JumpIntoTheWord

Bible Engagement Blog


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Helping the 95%

Many Christians don’t engage with the Bible because they don’t know how to. According to Dr. Phil Collins, Center for Scripture Engagement, Taylor University, “Ninety-five percent of Christians say they have never been taught how to engage Scripture.”

That’s an alarming statistic. Alarming because it indicates a dramatic failure by teachers and pastors to equip Christians at the most basic level of spiritual formation.

In fairness to teachers and pastors, they usually know a few reading-based approaches to Scripture engagement and sometimes share these approaches with their congregations. Unfortunately, many pastors know very little about non-reading or minimum reading-based approaches. This is significant because most Christians, even in literate societies, need to be taught non-reading or minimum reading-based approaches to Scripture engagement.

Helping the 95% begins with the recognition that everyone is unique and engage with the Bible in diverse ways. That’s because our brains are wired differently. Right-brain dominant thinkers prefer to engage with the Bible in more creative and artistic ways and left-brain dominant thinkers prefer to engage with the Bible in more analytical and methodical ways.

Simply telling the 95% they should engage with the Bible through reading based methods alone is grossly inadequate. Bible engagement is effective when it’s geared to a person’s governing learning style. If the 95% are going to engage Scripture well they must be taught approaches utilizing visual, auditory, reading/writing or kinesthetic styles of learning.

If you know how to do it, the rudimentary principles and practices of how to engage Scripture can be taught in a 3-hour workshop. However, this isn’t happening because most pastors and teachers don’t know how to teach others how to engage Scripture.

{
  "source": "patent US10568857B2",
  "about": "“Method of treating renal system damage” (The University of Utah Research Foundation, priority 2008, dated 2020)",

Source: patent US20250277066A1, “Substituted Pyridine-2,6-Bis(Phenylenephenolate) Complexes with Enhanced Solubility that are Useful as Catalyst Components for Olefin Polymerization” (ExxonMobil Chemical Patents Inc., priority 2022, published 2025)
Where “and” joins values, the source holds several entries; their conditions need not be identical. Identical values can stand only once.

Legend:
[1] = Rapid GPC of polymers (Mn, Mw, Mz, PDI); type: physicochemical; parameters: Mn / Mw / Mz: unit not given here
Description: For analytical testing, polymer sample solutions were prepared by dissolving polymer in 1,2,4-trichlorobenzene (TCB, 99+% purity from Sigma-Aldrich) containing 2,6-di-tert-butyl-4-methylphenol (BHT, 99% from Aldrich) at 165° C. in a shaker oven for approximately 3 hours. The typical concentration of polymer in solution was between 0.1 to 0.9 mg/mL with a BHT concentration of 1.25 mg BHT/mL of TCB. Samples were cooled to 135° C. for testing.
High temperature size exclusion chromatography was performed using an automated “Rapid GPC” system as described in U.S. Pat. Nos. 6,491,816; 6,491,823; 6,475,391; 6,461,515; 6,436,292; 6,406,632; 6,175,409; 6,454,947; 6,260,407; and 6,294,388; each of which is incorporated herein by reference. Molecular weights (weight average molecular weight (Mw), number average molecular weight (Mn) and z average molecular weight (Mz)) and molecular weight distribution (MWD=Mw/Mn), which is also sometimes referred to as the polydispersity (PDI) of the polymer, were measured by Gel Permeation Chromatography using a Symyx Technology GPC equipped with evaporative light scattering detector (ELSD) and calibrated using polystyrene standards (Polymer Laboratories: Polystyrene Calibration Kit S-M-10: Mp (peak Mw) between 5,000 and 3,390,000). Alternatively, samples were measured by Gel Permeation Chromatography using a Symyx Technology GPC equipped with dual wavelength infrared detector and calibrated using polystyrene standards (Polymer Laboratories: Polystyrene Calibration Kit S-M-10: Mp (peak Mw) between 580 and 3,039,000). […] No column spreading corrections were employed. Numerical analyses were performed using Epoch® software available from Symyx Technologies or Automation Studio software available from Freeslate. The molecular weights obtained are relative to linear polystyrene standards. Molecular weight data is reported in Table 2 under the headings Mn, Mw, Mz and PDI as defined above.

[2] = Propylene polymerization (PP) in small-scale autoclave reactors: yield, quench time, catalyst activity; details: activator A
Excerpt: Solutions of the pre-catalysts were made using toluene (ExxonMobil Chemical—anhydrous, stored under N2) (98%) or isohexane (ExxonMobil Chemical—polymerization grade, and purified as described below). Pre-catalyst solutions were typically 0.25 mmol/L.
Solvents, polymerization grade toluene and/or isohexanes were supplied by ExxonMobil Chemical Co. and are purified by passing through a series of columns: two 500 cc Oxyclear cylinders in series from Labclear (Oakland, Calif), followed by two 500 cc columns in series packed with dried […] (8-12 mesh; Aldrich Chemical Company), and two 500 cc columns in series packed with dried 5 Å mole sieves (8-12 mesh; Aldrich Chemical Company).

To address this problem, Scripture Union published Bible Engagement Basics, a handbook that equips individuals and communities with biblical strategies, approaches, tools, and principles to engage with the Bible. If pastors and teachers read Chapter 2 of Bible Engagement Basics, they will be equipped with enough content to teach the 95% how to become Bible engagers.

Most of the 95% are oral preference learners. Oral preference learners learn by listening, talking, seeing, and doing. Interactive practical workshops are therefore the ideal environment for teaching the 95% how to engage Scripture.

Learning how to engage Scripture isn’t enough in and of itself. Bible engagement needs to be cultivated. This is challenging and requires ongoing individual support and encouragement. If, for example, there are several people in a congregation who thrive in an environment where they can engage with the Bible through dramatizing Scripture, then opportunities for doing this need to be created, resourced and sustained.

Helping the 95% is a massive undertaking and will never be accomplished if we don’t help each other. If someone knows how to engage the Bible through journaling, he/she should teach others. If someone knows how to engage the Bible using the Ignatian Method, he/she should teach others. Every one of us needs to play a part, even a small part, in helping someone else engage Scripture.

Will you help the 95%? The challenge facing the church isn’t Bible accessibility or distribution. The 95% have the Bible in multiple printed and online formats. The challenge is Bible engagement. The 95% need someone to teach them how to engage Scripture in a way that works well for them.

© Scripture Union Canada 2020

2 Corinthians 4:5